By Killian O’Boyle

In a startling turn of events, independent candidate Patrick McJohnson has seen a massive surge in popularity after promising to bring the price of Freddo bars back down to 20c, a price point that hasn’t existed for anything since the early 2000s. McJohnson’s promise has seen him skyrocket to the top of polls, with many predicting that he will win every single seat within government, granting him the ability to play an elaborate game of musical chairs within the Dáil.

Other claims that have proven popular from the candidate include bringing down the price of a McDonalds double cheeseburger from 3 euros back to the pre-pandemic price of 2 euros. McDonalds, for those of you who don’t know, is a kind of communal watering-hole for single mothers to feed their young. The promise to bring back prices to pre-pandemic levels has garnered him support from this vocal majority. “If he can fix the McFlurry machine I’d vote him for president” stated one mother before yelling at a staff member for 5 minutes.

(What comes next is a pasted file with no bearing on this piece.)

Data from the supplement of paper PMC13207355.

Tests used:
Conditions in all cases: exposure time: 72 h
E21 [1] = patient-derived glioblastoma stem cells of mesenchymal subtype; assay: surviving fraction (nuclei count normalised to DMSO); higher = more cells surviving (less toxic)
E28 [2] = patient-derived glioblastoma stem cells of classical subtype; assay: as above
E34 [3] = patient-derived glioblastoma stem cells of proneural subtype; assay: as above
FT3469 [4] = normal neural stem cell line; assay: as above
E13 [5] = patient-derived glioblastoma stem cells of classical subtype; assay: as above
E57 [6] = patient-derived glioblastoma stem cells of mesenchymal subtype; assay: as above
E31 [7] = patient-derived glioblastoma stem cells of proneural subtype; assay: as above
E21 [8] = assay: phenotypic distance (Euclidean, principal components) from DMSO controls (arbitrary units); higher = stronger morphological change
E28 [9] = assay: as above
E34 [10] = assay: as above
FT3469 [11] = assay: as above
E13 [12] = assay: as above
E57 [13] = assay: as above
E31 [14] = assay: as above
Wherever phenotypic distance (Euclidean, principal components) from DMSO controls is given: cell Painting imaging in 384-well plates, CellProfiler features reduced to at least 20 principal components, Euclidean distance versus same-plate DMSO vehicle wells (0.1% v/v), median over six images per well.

McJohnson has also come under the scrutiny of the electoral watchdog after claiming that he would give away free money if he was elected. The Electoral Commission claims that this could be construed as a bribe, but McJohnson rejects those claims. “It’s not a bribe” claimed McJohnson in an exclusive interview with “A bribe is when you directly hand someone money. My plan is to throw money off the roof of the GPO and whoever catches it gets it. It’s totally random who picks up the money so technically it’s not a bribe.” Aside from the bribery accusations, many of McJohnson’s opponents are sceptical of how the candidate is going to bring down the prices, especially considering he is running for a local council seat and not a seat within the European parliament. “How am I going to bring the prices back down? Well, uh, it’s a surprise. You need to vote for me first and then I’ll announce how I’m going to do it after I’ve been elected.”